By showcasing real stories that people across the nation could relate to, Tesco placed itself as the brand that truly understood what people were going through while also appreciating that the realities of lockdown were different for everyone.

The impact of the campaign was enhanced by the use of smartphone footage – a trend that would dominate advertising throughout the first year of the pandemic.

3. eBay’s Small Business Surprises with Jack Whitehall

While Specsavers’ “It’s Coming Home” campaign won the award itself, eBay’s Small Business Surprises with Jack Whitehall campaign received the Highly Commended accolade at the Drum Awards for Content 2021 retail category.

The video ad campaign was developed by SEEN Connects and you can read the agency’s account of the creative process in this summary article.

Ebay looked into what consumers were missing most during lockdown and one topic kept coming to their attention: travel. So, its creative team called in the celebrity pull of Jack Whitehall and his father Micheal, who both star in the popular travel TV series Travels with my Father.

“We needed to create funny and snappy content for paid so, taking editorial cues from Travels with my Father, we worked with Jack to create a scripted sketch, centred around a Zoom call while Michael opened travel related parcels sourced from eBay’s SMBs.”eBay’s Small Business Surprises with Jack Whitehall, Seen Connects

The campaign generated 28 million impressions across social platforms, reached 23% of the UK population and achieved an impressive 12% engagement rate.

4. Life on a Plate podcast by Waitrose & Partners

Podcasts are one of the biggest trends in content marketing, showing sustained growth over the past five years with almost 20 million people in the UK expected to be regular listeners by the end of 2024.

While there’s plenty of potential in podcast marketing (and advertising), it’s not always easy for corporate brands to jump in with conversational content in a way that’s authentic and genuinely engaging.

Waitrose & Partners has bucked this trend with its Life on a Plate podcast, featuring acclaimed food and cookbook writer Yasmin Khan and Waitrose food and drink editor Alison Oakervee who delve into the foodie secrets of celebrity guests and star chefs on each episode.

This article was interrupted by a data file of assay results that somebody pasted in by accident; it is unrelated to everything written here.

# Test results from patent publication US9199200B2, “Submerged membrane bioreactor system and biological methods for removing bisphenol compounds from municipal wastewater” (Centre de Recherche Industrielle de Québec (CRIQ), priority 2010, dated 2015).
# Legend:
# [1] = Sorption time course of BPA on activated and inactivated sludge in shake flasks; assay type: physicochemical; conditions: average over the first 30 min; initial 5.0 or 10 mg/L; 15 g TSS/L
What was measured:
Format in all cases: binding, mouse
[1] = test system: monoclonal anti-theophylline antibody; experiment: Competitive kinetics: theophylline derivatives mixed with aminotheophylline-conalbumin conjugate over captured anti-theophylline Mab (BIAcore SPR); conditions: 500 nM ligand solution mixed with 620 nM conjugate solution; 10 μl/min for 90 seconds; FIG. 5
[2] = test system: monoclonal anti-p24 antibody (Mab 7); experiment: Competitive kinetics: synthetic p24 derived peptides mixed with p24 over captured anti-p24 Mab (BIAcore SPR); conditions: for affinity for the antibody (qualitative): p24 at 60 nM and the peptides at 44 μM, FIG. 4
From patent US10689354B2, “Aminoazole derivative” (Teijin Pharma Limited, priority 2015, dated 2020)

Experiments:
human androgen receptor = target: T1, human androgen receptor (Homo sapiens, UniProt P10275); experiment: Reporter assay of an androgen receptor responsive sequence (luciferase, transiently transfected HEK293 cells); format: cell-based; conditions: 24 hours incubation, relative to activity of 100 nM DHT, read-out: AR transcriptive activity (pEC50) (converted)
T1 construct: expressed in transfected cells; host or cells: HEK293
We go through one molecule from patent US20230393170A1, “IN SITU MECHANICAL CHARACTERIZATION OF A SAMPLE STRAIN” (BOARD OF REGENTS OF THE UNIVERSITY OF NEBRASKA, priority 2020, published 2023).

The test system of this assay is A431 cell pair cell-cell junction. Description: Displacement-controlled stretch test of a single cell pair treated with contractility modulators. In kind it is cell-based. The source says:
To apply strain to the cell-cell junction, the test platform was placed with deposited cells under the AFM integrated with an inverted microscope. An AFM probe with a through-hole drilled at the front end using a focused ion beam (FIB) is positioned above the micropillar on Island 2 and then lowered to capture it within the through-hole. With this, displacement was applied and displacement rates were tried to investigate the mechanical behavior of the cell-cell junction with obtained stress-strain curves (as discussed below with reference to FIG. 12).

Cover of Waitrose's Life on a Plate podcast

The series was named the Bronze Winner of Best Branded Podcast at the 2021 International Content Marketing Awards – the highest award for a retail brand in this category – proving that brand names can build authentic connections through podcast marketing.

The impact of the Covid-19 pandemic will be felt for decades to come and consumers face a range of other concerns – including economic stress, environmental crises and many more – which makes it increasingly difficult for brands to strike the right tone.

Consumers are quick to call brands out that hit the wrong tone during the early stages of the pandemic, as well as companies that greenwash environmental issues or make false claims about social issues. Brands have to be authentic, understand consumer concerns and deliver messages that truly speak to them.

All of the brands featured in this article show the power of responding to changing consumer concerns – whether they’re related to a global health crisis, a football tournament or some culinary escapism – and delivering messages that inspire, even during the most challenging of times.

Need help with your content marketing?

You can learn more about our eCommerce marketing services here. If you want to chat to our retail team, contact us on 02392 830281 or submit your details below and we’ll call you.

Michelle Hill profile picture
Michelle Hill

Michelle joined Vertical Leap in 2011 as Marketing Manager, having spent the previous 15 years of her marketing career in the recruitment, leisure and printing industries. Her passions include dogs, yoga, walking, cycling, the beach, mountains and tapas.

More articles by Michelle
Related articles
Shadow of a plane on a beach

5 great examples of travel content marketing

By Dave Colgate
penguins walking on the beach

How 10 years of Google Penguin has changed the SEO industry

By Kerry Dye
hands typing on a laptop

Understanding Google’s EAT content guidelines

By Michelle Hill